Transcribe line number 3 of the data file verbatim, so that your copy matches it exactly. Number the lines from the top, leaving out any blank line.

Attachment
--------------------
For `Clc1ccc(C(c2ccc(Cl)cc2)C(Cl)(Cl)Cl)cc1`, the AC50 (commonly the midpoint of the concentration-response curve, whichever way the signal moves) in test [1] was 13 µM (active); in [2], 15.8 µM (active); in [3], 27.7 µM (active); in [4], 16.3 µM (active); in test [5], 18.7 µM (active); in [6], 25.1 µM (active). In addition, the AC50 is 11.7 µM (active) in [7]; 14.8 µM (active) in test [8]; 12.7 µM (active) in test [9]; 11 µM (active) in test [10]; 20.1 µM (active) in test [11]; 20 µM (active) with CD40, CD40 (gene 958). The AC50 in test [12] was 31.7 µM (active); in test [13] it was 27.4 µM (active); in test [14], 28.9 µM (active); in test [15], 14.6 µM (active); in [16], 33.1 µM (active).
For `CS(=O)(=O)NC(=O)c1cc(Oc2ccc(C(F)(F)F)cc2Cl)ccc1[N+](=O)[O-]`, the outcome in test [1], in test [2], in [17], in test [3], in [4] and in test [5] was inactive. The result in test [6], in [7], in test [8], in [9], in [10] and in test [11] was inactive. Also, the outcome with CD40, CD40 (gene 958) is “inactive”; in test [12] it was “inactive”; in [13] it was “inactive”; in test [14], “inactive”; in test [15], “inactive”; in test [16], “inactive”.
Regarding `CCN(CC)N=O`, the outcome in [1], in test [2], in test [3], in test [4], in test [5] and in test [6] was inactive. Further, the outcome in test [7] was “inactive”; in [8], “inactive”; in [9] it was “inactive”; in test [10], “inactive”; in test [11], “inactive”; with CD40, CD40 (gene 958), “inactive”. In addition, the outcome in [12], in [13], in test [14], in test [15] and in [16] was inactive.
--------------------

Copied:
Regarding `CCN(CC)N=O`, the outcome in [1], in test [2], in test [3], in test [4], in test [5] and in test [6] was inactive. Further, the outcome in test [7] was “inactive”; in [8], “inactive”; in [9] it was “inactive”; in test [10], “inactive”; in test [11], “inactive”; with CD40, CD40 (gene 958), “inactive”. In addition, the outcome in [12], in [13], in test [14], in test [15] and in [16] was inactive.